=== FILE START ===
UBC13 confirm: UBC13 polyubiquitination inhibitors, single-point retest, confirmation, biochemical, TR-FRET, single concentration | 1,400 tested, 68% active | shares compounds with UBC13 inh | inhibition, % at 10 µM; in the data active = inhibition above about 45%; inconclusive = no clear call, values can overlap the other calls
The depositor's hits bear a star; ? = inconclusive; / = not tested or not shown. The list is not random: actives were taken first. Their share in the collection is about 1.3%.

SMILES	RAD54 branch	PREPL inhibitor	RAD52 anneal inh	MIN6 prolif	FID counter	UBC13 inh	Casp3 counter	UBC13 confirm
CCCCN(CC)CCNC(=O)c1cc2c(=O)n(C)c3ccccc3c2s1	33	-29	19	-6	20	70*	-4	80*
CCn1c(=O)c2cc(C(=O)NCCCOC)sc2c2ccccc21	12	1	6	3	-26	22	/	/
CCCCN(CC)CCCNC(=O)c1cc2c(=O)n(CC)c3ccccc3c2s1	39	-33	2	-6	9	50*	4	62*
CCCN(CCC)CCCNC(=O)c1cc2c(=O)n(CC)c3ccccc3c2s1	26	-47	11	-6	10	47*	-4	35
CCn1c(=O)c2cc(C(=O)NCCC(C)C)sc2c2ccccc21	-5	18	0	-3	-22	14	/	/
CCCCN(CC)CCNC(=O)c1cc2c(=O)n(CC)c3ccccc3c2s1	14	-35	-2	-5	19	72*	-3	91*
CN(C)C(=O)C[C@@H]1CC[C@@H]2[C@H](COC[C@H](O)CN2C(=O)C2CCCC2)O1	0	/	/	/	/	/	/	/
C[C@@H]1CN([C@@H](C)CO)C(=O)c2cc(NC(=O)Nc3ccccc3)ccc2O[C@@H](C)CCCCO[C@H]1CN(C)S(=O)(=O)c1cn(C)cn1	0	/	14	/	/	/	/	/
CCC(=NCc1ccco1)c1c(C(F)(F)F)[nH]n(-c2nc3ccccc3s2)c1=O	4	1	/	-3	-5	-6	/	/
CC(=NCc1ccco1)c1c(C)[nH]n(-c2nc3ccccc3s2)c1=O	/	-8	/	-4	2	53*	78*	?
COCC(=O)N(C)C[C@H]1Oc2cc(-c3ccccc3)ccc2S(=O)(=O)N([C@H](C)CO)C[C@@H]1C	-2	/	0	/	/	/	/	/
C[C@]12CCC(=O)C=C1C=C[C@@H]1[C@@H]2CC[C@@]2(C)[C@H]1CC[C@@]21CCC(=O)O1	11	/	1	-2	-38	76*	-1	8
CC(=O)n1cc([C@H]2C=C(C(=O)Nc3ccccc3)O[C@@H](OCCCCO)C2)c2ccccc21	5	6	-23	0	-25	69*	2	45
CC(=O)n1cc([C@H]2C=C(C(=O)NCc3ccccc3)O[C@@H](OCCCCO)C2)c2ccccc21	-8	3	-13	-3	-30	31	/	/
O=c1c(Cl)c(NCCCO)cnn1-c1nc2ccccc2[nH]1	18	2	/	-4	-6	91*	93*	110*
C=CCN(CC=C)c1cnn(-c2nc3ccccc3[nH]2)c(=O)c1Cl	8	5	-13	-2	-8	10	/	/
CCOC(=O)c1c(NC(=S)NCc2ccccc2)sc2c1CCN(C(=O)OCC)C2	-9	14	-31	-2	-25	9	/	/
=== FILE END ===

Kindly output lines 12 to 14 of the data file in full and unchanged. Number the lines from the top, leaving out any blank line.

CCC(=NCc1ccco1)c1c(C(F)(F)F)[nH]n(-c2nc3ccccc3s2)c1=O	4	1	/	-3	-5	-6	/	/
CC(=NCc1ccco1)c1c(C)[nH]n(-c2nc3ccccc3s2)c1=O	/	-8	/	-4	2	53*	78*	?
COCC(=O)N(C)C[C@H]1Oc2cc(-c3ccccc3)ccc2S(=O)(=O)N([C@H](C)CO)C[C@@H]1C	-2	/	0	/	/	/	/	/